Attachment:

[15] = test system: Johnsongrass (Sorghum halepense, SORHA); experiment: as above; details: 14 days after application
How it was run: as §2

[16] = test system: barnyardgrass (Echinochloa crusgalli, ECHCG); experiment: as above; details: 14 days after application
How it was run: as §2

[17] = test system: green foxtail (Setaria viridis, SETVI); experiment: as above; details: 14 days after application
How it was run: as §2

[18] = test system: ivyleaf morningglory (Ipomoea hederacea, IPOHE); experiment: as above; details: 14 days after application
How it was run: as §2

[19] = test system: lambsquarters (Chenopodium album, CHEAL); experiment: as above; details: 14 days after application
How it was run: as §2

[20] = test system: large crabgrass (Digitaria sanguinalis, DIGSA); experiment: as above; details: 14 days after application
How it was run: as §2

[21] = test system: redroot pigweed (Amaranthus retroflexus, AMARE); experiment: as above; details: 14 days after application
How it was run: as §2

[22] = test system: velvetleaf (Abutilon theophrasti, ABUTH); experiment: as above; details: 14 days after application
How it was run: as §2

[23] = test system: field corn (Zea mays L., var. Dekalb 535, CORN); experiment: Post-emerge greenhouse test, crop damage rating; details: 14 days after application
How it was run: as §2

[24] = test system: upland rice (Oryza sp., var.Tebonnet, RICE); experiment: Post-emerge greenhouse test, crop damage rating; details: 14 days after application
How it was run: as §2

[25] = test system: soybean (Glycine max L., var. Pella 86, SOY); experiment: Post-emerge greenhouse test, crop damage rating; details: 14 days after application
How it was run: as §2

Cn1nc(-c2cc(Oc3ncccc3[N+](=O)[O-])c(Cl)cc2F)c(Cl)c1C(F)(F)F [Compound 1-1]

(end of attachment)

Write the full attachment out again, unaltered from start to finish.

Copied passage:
[15] = test system: Johnsongrass (Sorghum halepense, SORHA); experiment: as above; details: 14 days after application
How it was run: as §2

[16] = test system: barnyardgrass (Echinochloa crusgalli, ECHCG); experiment: as above; details: 14 days after application
How it was run: as §2

[17] = test system: green foxtail (Setaria viridis, SETVI); experiment: as above; details: 14 days after application
How it was run: as §2

[18] = test system: ivyleaf morningglory (Ipomoea hederacea, IPOHE); experiment: as above; details: 14 days after application
How it was run: as §2

[19] = test system: lambsquarters (Chenopodium album, CHEAL); experiment: as above; details: 14 days after application
How it was run: as §2

[20] = test system: large crabgrass (Digitaria sanguinalis, DIGSA); experiment: as above; details: 14 days after application
How it was run: as §2

[21] = test system: redroot pigweed (Amaranthus retroflexus, AMARE); experiment: as above; details: 14 days after application
How it was run: as §2

[22] = test system: velvetleaf (Abutilon theophrasti, ABUTH); experiment: as above; details: 14 days after application
How it was run: as §2

[23] = test system: field corn (Zea mays L., var. Dekalb 535, CORN); experiment: Post-emerge greenhouse test, crop damage rating; details: 14 days after application
How it was run: as §2

[24] = test system: upland rice (Oryza sp., var.Tebonnet, RICE); experiment: Post-emerge greenhouse test, crop damage rating; details: 14 days after application
How it was run: as §2

[25] = test system: soybean (Glycine max L., var. Pella 86, SOY); experiment: Post-emerge greenhouse test, crop damage rating; details: 14 days after application
How it was run: as §2

Cn1nc(-c2cc(Oc3ncccc3[N+](=O)[O-])c(Cl)cc2F)c(Cl)c1C(F)(F)F [Compound 1-1]